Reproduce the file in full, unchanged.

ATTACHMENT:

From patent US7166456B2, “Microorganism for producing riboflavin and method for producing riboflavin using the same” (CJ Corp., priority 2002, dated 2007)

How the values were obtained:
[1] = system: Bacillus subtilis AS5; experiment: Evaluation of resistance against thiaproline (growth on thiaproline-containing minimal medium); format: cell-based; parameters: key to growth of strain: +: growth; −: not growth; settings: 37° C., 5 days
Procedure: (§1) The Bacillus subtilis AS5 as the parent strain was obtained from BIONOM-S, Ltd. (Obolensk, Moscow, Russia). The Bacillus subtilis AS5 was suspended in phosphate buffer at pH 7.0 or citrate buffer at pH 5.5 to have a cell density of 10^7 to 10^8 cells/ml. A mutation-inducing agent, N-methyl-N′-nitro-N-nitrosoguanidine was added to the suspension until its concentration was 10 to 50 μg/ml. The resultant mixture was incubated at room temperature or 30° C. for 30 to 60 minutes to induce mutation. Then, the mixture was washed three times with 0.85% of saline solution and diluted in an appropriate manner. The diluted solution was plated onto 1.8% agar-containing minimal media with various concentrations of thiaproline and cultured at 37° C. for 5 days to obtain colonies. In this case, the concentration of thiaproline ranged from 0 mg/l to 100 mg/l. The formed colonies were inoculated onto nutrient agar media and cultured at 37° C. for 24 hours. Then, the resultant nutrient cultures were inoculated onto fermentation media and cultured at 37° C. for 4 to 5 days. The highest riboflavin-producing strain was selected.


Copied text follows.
From patent US7166456B2, “Microorganism for producing riboflavin and method for producing riboflavin using the same” (CJ Corp., priority 2002, dated 2007)

How the values were obtained:
[1] = system: Bacillus subtilis AS5; experiment: Evaluation of resistance against thiaproline (growth on thiaproline-containing minimal medium); format: cell-based; parameters: key to growth of strain: +: growth; −: not growth; settings: 37° C., 5 days
Procedure: (§1) The Bacillus subtilis AS5 as the parent strain was obtained from BIONOM-S, Ltd. (Obolensk, Moscow, Russia). The Bacillus subtilis AS5 was suspended in phosphate buffer at pH 7.0 or citrate buffer at pH 5.5 to have a cell density of 10^7 to 10^8 cells/ml. A mutation-inducing agent, N-methyl-N′-nitro-N-nitrosoguanidine was added to the suspension until its concentration was 10 to 50 μg/ml. The resultant mixture was incubated at room temperature or 30° C. for 30 to 60 minutes to induce mutation. Then, the mixture was washed three times with 0.85% of saline solution and diluted in an appropriate manner. The diluted solution was plated onto 1.8% agar-containing minimal media with various concentrations of thiaproline and cultured at 37° C. for 5 days to obtain colonies. In this case, the concentration of thiaproline ranged from 0 mg/l to 100 mg/l. The formed colonies were inoculated onto nutrient agar media and cultured at 37° C. for 24 hours. Then, the resultant nutrient cultures were inoculated onto fermentation media and cultured at 37° C. for 4 to 5 days. The highest riboflavin-producing strain was selected.